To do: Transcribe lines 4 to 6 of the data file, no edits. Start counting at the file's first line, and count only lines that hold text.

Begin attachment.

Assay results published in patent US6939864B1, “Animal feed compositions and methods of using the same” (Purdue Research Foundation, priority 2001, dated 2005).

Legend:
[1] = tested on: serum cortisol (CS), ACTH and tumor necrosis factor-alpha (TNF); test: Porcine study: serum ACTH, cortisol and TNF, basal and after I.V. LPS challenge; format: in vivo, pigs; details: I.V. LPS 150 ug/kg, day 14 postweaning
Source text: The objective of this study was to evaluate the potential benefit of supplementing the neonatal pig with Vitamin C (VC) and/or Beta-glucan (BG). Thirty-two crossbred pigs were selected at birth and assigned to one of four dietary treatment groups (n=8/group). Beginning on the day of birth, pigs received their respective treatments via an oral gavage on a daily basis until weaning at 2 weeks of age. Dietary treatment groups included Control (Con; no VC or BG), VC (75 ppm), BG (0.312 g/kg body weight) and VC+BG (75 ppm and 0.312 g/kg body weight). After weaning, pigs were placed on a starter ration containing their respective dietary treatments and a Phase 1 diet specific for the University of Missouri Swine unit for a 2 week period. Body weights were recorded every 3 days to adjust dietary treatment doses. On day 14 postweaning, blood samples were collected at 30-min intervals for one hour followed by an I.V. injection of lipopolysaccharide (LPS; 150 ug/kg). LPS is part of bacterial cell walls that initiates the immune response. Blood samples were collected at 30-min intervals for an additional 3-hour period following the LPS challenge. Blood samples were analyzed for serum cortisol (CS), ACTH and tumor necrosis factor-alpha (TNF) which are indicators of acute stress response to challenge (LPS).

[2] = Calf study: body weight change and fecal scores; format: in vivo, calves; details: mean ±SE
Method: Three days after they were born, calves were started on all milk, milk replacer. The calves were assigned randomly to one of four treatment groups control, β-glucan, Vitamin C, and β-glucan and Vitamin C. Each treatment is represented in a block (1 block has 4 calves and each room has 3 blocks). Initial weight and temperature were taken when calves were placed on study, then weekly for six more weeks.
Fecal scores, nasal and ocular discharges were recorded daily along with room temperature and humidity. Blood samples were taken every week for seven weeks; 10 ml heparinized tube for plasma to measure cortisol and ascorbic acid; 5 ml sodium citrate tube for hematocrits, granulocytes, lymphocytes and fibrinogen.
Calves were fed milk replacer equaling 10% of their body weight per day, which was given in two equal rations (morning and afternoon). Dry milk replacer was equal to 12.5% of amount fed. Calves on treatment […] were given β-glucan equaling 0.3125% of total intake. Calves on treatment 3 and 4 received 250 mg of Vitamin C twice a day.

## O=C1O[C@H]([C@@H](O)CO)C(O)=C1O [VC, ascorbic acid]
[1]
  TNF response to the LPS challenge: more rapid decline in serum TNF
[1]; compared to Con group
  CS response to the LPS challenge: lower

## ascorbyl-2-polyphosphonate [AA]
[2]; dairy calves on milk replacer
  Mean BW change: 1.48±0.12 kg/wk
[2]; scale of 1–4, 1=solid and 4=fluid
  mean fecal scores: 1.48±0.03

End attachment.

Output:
Source text: The objective of this study was to evaluate the potential benefit of supplementing the neonatal pig with Vitamin C (VC) and/or Beta-glucan (BG). Thirty-two crossbred pigs were selected at birth and assigned to one of four dietary treatment groups (n=8/group). Beginning on the day of birth, pigs received their respective treatments via an oral gavage on a daily basis until weaning at 2 weeks of age. Dietary treatment groups included Control (Con; no VC or BG), VC (75 ppm), BG (0.312 g/kg body weight) and VC+BG (75 ppm and 0.312 g/kg body weight). After weaning, pigs were placed on a starter ration containing their respective dietary treatments and a Phase 1 diet specific for the University of Missouri Swine unit for a 2 week period. Body weights were recorded every 3 days to adjust dietary treatment doses. On day 14 postweaning, blood samples were collected at 30-min intervals for one hour followed by an I.V. injection of lipopolysaccharide (LPS; 150 ug/kg). LPS is part of bacterial cell walls that initiates the immune response. Blood samples were collected at 30-min intervals for an additional 3-hour period following the LPS challenge. Blood samples were analyzed for serum cortisol (CS), ACTH and tumor necrosis factor-alpha (TNF) which are indicators of acute stress response to challenge (LPS).

[2] = Calf study: body weight change and fecal scores; format: in vivo, calves; details: mean ±SE
Method: Three days after they were born, calves were started on all milk, milk replacer. The calves were assigned randomly to one of four treatment groups control, β-glucan, Vitamin C, and β-glucan and Vitamin C. Each treatment is represented in a block (1 block has 4 calves and each room has 3 blocks). Initial weight and temperature were taken when calves were placed on study, then weekly for six more weeks.